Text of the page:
Tuesday, May 13, 2008

Wi-Fi: can’t even give it away

Not only is Earthlink getting out of municipal Wi-Fi, but it can’t even give it away:

The Atlanta-based Internet service provider said Tuesday that it could not find a buyer for the $17 million network and that talks to give it to either the city or a nonprofit organization had failed.

City officials have said it would cost taxpayers millions each year to operate the network.

“It's been an unfortunate situation,” Chief Executive Officer Rolla Huff told The Associated Press. “It was a great idea a few years ago, ... but it's an idea that simply didn't make it.”

EarthLink, which will give current customers until June 12 to switch to another provider, said it even offered to donate the Wi-Fi equipment to someone and give them an additional $1 million.
Earthlink’s announcement implies that their other business are sound, but, frankly, if they don’t grow in wireless access it seems that they are doomed to be a declining seller of dialup access and reseller of broadband that competes with their cable and DSL suppliers.

Still, Earthlink will probably outlive the imminent death of the municipal Wi-Fi movement, which has been facing imminent death for more than a year. With Earthlink abandoning systems already built, other cities have decided not to even start.

It must be a pretty lousy business that you can’t even make a business with a zero capital cost? At least the new Iridium was able to turn a profit after acquiring its assets for a half cent on the dollar. At least satellite phones have a small niche of customers who have no alternative, as opposed to connectivity in a big city where there are cable, DSL, dialup, local hotspots, libraries and increasingly 3G mobile phones.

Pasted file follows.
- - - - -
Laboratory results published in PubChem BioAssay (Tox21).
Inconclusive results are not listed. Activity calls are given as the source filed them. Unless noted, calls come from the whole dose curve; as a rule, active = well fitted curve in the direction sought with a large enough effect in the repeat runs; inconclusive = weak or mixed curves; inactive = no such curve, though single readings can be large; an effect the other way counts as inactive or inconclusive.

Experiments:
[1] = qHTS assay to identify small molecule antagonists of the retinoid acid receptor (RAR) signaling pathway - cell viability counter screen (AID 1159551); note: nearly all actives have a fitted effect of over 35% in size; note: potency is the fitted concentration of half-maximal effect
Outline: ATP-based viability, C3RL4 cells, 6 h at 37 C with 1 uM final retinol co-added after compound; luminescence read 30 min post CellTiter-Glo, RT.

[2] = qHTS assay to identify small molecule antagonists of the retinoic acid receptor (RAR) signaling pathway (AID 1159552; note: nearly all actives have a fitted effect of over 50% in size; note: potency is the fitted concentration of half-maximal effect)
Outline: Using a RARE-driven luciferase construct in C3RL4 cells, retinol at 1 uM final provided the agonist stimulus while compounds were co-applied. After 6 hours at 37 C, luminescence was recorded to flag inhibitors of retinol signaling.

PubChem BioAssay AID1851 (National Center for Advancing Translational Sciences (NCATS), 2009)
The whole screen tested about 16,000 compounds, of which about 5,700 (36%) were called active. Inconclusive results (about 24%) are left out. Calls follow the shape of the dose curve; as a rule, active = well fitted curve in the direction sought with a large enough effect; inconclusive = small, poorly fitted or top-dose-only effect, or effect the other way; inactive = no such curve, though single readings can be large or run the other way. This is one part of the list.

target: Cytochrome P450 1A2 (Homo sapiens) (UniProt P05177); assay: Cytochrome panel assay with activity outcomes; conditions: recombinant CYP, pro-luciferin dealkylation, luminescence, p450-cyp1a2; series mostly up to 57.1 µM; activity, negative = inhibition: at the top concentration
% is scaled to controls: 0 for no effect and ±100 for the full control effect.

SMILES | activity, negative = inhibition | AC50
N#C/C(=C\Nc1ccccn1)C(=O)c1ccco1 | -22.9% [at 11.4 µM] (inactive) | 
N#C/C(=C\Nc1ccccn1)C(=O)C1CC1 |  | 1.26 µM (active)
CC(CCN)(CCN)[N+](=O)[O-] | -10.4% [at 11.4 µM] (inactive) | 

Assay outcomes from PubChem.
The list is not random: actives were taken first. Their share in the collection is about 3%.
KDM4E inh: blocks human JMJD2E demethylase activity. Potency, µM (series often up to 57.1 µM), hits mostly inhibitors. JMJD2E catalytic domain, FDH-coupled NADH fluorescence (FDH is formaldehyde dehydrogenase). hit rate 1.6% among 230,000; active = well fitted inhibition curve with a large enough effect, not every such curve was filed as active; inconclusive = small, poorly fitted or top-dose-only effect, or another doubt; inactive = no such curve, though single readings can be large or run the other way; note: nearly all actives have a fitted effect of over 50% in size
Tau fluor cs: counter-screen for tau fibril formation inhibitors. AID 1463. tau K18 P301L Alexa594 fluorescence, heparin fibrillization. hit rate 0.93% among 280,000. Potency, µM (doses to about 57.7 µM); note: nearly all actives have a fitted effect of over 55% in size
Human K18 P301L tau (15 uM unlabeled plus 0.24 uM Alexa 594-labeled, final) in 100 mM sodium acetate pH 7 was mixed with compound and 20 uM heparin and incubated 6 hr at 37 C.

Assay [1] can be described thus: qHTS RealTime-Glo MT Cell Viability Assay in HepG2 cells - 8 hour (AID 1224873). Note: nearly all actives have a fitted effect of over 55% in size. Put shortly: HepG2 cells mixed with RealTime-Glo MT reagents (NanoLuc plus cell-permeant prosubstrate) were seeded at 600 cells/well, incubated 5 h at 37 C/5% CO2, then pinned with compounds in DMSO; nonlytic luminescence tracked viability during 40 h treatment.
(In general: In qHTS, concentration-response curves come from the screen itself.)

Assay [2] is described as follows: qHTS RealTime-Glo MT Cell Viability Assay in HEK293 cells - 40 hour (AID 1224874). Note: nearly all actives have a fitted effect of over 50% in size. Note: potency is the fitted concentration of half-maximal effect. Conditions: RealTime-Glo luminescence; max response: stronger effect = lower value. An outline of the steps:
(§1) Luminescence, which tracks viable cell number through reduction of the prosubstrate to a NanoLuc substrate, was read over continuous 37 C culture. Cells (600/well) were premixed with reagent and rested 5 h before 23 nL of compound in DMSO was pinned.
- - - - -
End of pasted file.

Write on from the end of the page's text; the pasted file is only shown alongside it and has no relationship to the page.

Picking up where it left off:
However, the local nonprofit, Wireless Philadelphia, seems to be in denial:
Wireless Philadelphia and the City of Philadelphia continue to work together to ensure a positive future for Philadelphia's municipal wireless network and nationally-recognized Digital Inclusion program, the vision of which is to provide all citizens with access to essential technological resources for education, employment, and other life opportunities.
Good intentions and noble causes don’t obviate economic reality. It’s good to see such “frill” services held to some measure of economic accountability, even if the core functions of government are not.

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